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to use naughty step for meal time issues

(39 Posts)
mrsunreasonable Tue 30-Nov-10 17:35:52

I really don't know if I am or not DH thinks I am being a bit unreasonable so thought I'd see what you all thought.

DS1 (3 1/2) is a good eater usually but recently if there is food on his plate he is not so keen on he chews it FOR EVER!

Recent example he had yorkshire pudding, mince and gravy and carrots. He ate all Yorkshire pud up straight away then with a bit of nudging all his carrots then said he was full. I said if you are full you won't have room for pudding he said he still wanted pudding so I said well you will have to finish your tea off first. So he takes one mouthful of mince and is chewing it for literally 5 minutes! I say come on eat up your mince he says he still has some in his mouth so I say well you've been chewing that for ages eat it up. Another few minutes of chewing elapse so I say right swallow that mouthful or you will be on naughty step he continues chewing makes no efffort to actually eat food so I put him on naughty step. After every three mins I go to him and say has that food gone he smiles opens his mouth it's still there so I say ok you can stay there for another three mins this goes on for about half an hour!

DH says not OK to punish him for not liking food but it is not food he doesn't like he has eaten it before just less keen on it that all other elements of tea and of course pudding. Is naughty step ok or should I be doing something else?

tinierclanger Tue 30-Nov-10 17:37:43

Hmm. I don't think it's a good idea to make too much drama about food really.

DrSpechemin Tue 30-Nov-10 17:38:16

YABU - don't make mealtimes into a battleground.

If he doesn't eat his main course then don't give him pudding - simple as that.

moondog Tue 30-Nov-10 17:39:09

God, leave him be.If you punish him for not eating, you will really mess with his head.
He won't starve, give him something ,if he doesn't eat it, don't offer anything else.
Just ignore any whingeing snd don't fill him with snacks or strke deals.

SalFresco Tue 30-Nov-10 17:40:53

Yabu. Ignore as much as possible, when it comes to mucking around with food.

Goingspare Tue 30-Nov-10 17:41:04

No, what the others have said. Give him less Yorkshire pud next time so he doesn't get full before he's eaten a balanced meal.

ICouldHaveWrittenThis Tue 30-Nov-10 17:43:39

Yorkshire pud is almost pudding in this house- DS only gets it when he's eaten the rest of his meal.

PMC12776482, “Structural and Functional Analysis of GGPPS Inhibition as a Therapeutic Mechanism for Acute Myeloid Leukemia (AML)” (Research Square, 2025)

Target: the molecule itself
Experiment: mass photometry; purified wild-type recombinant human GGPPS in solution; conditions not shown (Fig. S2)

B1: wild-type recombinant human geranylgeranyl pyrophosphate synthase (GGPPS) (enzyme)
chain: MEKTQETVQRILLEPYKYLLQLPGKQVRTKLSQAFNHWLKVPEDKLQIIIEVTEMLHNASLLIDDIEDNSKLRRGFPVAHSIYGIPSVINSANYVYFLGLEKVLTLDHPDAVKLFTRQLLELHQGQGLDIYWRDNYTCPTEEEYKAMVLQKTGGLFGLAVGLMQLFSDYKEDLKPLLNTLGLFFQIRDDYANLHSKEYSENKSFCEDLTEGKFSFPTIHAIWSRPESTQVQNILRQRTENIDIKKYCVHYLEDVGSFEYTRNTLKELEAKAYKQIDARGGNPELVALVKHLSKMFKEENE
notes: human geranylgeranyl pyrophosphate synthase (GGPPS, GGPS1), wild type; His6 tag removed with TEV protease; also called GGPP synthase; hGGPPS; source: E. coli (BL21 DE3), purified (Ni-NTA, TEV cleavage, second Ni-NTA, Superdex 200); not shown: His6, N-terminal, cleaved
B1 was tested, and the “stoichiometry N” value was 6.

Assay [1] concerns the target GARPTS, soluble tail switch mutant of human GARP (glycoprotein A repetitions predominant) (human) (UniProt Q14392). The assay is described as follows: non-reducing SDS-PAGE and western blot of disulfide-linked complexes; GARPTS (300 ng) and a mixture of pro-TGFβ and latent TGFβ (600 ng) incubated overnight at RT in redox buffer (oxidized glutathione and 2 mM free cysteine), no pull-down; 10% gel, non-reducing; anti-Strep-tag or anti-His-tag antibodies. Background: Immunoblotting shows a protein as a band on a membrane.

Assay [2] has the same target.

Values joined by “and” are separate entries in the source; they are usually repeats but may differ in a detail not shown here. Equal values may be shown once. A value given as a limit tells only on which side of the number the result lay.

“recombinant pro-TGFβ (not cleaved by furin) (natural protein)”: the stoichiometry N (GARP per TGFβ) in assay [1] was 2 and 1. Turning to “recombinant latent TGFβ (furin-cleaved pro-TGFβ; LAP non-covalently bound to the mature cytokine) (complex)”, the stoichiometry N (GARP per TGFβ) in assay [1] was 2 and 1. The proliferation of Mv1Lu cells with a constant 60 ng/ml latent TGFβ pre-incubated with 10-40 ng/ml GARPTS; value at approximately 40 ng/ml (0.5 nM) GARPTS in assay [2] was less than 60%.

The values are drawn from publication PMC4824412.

piscesmoon Tue 30-Nov-10 17:44:09

Do not get into a battle over food-you will not win. You do not want to give any attention over it.
Serve the meal and let him eat what he wants without comment. If he gets down and he hasn't eaten much don't fuss.
DO NOT give alternatives or snacks. If he moans just say in a conversational tone-'you should have eaten more at dinner' and change the subject. Do not get drawn.
Do the same at all meals-he will not starve, he will work out it is sensible to eat and he isn't getting any attention from it.

Blu Tue 30-Nov-10 17:44:29

Definitely don't make food into a battle! Also, you are being very cinfusing - firstly the 'eat or no oud' ultimatum and then introducing the naughty step when he is eating, albeit slowly.

No snacks before dinner, offer smaller portions, then offer pudding, and don't withold it unless he has eaten none of his main course. Personally I don't agree with setting pudding up as the 'reward' for eating savoury food - just offer both as equally vaild, equally desireable parts of the same meal. If you make a big deal out of pudding, you have created the first step towards a battle.

BerylStreep Tue 30-Nov-10 17:45:28

I think there is a lot of potential to create hang ups around food with this sort of approach - not to mention a drama and a lot of attention. Not eating a particular food isn't 'naughty', it's a matter of taste and preference.

I try to adopt a carrot approach ('scuse the pun) rather than stick. For example, 'one more mouthful of peas, then we'll get a yummy pudding'. If they don't eat the peas, it's not a biggy - there will be lots more opportunities to get them to eat veggies tomorrow.

I also know that I was raised to always clear my plate, and even as an adult I can't bear to leave food behind, which may be part of the reason I am a bit chubby curvacious. I try really hard not to drill this into my DC.

BerylStreep Tue 30-Nov-10 17:48:05

Oh, and another thing. I always say that I don't mind if someone doesn't eat something, so long as they have tried a mouthful. If they don't like it, that's ok.

pjmama Tue 30-Nov-10 17:48:12

My 4yo DS is exactly the same, will chew and chew and chew if it's something he doesn't really want to eat. He also eats the best bits first and then pokes the rest around his plate. He is improving slowly thankfully, but it's been a total pita to get here and some days are worse than others.

I take the approach that if he hasn't finished eating a reasonable amount of his food by the time everyone else has finished their food and their dessert, then I throw it in the bin and he doesn't get anything else. Often results in a screaming tantrum, but now he knows I mean it we rarely get that far.

ChippingIn Tue 30-Nov-10 18:52:55

I can see why you have done it (been there - got the t-shirt and the frayed nerves!) but honestly - let it go.